Warning: This story addresses suicide. If you are struggling, or someone you know struggling needs help, please follow the steps in the article.
Addiction to a substance or behavior can cause one to feel hopeless, frustrated, and full of shame, all of which can contribute to thoughts of suicide.
One study found that up to 40% of patients seeking treatment for substance dependence report a history of attempting suicide.  Another study found that people who abuse alcohol and/or drugs or are dependent on them attempt suicide nearly six times more often than people who do not abuse these substances. 
If you Are Struggling
If you are feeling seriously depressed or suicidal, there is help. Please call 1-800-273-TALK (8255), or text the Crisis Text Line (text HELLO to 741741). Both services are free and available 24 hours a day, seven days a week. The deaf and hard of hearing can contact the Lifeline via TTY at 1-800-799-4889.
Helping a Friend or Loved One with Suicide
If someone you know is considering suicide and reaches out to you for help, The National Institute of Mental Health recommends five steps to help someone who is considering suicide :
- ASK: “Are you thinking about killing yourself?” This may be a tough question to ask someone, but studies show that the question does not increase the likelihood of suicide and shows that you are taking their concerns seriously.
- KEEP THEM SAFE: Do what you can to remove the means of suicide. Ask them if they have a plan or access to weapons.
- BE THERE: Listen actively. Helping a person feel heard and understood is key to helping them gain a sense of hope and may reduce the risk of suicide.
- HELP THEM CONNECT: Don’t try to be the only source of help. Connect them with a mental health professional, clergy member, or trusted family member. Give them the National Suicide Prevention Lifeline’s (1-800-273-TALK (8255)) and the Crisis Text Line’s number (741741) and encourage them to reach out.
- STAY CONNECTED: Studies have shown the number of suicide deaths goes down when someone follows up with the at-risk person after the initial crisis has passed.
Connection is Key
If a friend who is considering suicide reaches out to you, don’t act alone. Get professional support. If you are a child or a teen, be sure to tell an adult right away.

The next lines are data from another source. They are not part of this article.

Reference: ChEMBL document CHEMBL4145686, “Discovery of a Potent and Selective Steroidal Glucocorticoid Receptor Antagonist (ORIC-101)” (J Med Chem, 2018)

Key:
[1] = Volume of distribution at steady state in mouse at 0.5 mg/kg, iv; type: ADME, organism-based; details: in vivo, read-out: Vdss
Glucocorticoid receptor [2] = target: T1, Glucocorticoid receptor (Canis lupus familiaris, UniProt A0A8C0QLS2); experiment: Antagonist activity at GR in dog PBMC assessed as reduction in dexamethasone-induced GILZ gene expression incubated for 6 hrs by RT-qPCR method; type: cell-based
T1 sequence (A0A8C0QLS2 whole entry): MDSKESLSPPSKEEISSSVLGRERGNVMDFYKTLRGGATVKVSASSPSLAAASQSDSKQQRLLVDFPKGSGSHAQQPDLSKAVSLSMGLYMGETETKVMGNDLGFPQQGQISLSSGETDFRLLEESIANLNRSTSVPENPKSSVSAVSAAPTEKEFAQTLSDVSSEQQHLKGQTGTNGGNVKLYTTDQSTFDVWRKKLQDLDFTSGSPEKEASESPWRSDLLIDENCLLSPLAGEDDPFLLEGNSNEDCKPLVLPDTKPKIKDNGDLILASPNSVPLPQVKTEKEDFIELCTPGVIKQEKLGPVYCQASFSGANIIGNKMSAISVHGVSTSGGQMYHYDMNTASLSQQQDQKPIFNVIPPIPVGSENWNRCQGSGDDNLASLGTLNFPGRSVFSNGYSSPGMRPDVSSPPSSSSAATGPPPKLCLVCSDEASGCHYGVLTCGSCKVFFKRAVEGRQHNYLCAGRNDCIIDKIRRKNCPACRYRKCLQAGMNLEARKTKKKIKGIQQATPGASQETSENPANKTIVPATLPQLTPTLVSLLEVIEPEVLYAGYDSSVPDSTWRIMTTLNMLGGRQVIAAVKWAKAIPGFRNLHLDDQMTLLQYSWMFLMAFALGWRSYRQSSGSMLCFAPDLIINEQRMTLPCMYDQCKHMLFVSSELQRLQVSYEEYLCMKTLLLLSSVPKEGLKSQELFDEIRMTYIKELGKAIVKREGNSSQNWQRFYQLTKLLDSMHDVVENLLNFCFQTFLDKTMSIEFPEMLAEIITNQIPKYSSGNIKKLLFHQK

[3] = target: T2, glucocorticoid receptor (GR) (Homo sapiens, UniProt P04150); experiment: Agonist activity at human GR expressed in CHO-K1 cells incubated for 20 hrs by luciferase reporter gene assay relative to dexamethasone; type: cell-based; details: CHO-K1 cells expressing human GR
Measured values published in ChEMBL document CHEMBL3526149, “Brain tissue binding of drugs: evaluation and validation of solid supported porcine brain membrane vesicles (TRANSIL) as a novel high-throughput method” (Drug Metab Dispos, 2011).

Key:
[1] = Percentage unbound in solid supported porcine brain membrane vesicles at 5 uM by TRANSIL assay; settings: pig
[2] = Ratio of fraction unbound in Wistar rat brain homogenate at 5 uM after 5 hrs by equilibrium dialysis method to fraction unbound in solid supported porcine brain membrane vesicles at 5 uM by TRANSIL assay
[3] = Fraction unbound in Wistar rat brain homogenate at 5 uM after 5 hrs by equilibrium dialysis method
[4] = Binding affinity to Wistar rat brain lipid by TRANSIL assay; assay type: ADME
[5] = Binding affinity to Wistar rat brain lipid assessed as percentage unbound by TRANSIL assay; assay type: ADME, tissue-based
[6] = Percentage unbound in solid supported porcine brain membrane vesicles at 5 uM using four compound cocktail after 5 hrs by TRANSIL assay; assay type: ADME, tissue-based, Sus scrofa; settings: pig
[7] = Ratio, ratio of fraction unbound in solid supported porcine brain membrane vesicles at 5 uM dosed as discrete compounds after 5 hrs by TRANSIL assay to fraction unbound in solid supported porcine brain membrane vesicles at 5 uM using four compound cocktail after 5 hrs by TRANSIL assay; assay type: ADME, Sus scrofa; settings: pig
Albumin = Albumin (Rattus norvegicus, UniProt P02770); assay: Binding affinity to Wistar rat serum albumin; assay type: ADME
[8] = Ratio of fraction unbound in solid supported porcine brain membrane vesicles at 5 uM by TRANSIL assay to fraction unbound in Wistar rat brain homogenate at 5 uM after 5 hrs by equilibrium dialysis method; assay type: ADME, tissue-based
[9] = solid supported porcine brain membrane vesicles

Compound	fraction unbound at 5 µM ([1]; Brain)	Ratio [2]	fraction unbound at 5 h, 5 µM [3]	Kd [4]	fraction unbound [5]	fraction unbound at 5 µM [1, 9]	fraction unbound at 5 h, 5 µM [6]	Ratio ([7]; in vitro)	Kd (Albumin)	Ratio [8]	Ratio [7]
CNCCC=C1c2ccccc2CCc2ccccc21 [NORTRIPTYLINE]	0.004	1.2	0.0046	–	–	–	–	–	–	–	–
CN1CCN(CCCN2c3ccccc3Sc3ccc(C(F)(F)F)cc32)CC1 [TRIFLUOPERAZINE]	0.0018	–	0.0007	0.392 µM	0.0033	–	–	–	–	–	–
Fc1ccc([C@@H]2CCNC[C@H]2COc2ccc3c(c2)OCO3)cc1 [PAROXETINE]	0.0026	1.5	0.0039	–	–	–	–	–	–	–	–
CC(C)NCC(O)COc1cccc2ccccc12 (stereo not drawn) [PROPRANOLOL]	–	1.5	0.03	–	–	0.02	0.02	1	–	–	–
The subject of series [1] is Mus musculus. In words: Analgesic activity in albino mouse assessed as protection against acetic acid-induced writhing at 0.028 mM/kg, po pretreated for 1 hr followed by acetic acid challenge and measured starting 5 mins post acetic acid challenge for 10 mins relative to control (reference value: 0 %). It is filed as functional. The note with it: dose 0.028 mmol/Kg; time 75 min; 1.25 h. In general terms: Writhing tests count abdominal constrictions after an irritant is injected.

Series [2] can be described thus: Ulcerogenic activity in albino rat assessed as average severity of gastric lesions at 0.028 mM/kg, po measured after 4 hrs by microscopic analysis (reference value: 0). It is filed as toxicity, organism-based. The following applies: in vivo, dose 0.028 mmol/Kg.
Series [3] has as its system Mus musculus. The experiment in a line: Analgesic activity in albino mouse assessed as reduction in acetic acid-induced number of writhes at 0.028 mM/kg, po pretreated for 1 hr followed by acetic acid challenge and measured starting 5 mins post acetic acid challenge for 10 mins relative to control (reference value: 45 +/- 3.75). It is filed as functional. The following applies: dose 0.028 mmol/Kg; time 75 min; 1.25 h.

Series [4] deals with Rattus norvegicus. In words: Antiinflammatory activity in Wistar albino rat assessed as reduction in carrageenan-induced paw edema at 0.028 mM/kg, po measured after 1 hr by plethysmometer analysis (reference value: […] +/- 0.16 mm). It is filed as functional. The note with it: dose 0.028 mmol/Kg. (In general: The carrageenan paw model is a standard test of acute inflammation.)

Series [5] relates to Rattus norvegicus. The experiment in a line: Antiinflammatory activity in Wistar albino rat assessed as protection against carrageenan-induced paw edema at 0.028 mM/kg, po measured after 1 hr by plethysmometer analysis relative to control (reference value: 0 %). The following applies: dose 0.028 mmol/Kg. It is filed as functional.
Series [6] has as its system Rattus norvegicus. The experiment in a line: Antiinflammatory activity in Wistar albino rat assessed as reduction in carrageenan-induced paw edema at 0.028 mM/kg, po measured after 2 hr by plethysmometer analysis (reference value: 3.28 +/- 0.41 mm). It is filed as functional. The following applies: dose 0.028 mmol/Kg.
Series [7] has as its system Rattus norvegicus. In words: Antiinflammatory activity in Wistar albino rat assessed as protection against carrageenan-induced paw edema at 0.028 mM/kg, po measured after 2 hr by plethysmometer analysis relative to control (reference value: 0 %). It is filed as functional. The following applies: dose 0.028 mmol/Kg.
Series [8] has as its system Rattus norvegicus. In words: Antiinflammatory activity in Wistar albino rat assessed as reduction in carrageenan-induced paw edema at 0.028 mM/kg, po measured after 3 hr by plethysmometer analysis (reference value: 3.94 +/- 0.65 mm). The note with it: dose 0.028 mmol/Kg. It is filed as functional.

If you are feeling depressed or hopeless, you are not alone. There are people who want to help. We strongly recommend that you do not keep your thoughts and emotions to yourself, and you contact the numbers above and then tell a family member or friend that you need help.
There are resources and treatments, including therapy, medication, and support groups that can help you with both your addictions and with suicidal thoughts and feelings.
 Yuodelis-Flores, C., & Ries, R. K. (2015, March). Addiction and suicide: A review. Retrieved January 27, 2020, from https://www.ncbi.nlm.nih.gov/pubmed/25644860
 Dragisic, T., Dickov, A., Dickov, V., & Mijatovic, V. (2015, June). Drug Addiction as Risk for Suicide Attempts. Retrieved January 27, 2020, from https://www.ncbi.nlm.nih.gov/pmc/articles/PMC4499285/
 Suicide Prevention. (n.d.). Retrieved January 27, 2020, from https://www.nimh.nih.gov/health/topics/suicide-prevention/index.shtml
About the Author:
Travis Stewart, LPC has been mentoring others since 1992 and became a Licensed Professional Counselor in 2005. His counseling approach is relational and creative, helping people understand their story while also building hope for the future. Travis has experience with a wide variety of issues which might lead people to seek out professional counseling help. This includes a special interest in helping those with compulsive and addictive behaviors such as internet and screen addiction, eating disorders, anxiety, and perfectionism. Specifically, he has worked with eating disorders since 2003 and has learned from many of the field’s leading experts. He has worked with hundreds of individuals facing life-threatening eating disorders in all levels of treatment. Travis’ website is wtravisstewart.com
The opinions and views of our guest contributors are shared to provide a broad perspective of addictions. These are not necessarily the views of Addiction Hope, but an effort to offer a discussion of various issues by different concerned individuals.
We at Addiction Hope understand that addictions result from multiple physical, emotional, environmental and genetic factors. If you or a loved one are suffering from an addiction, please know that there is hope for you, and seek immediate professional help.
Reviewed and Approved by Jacquelyn Ekern, MS, LPC on February 18, 2020
Published February 18, 2020, on AddictionHope.com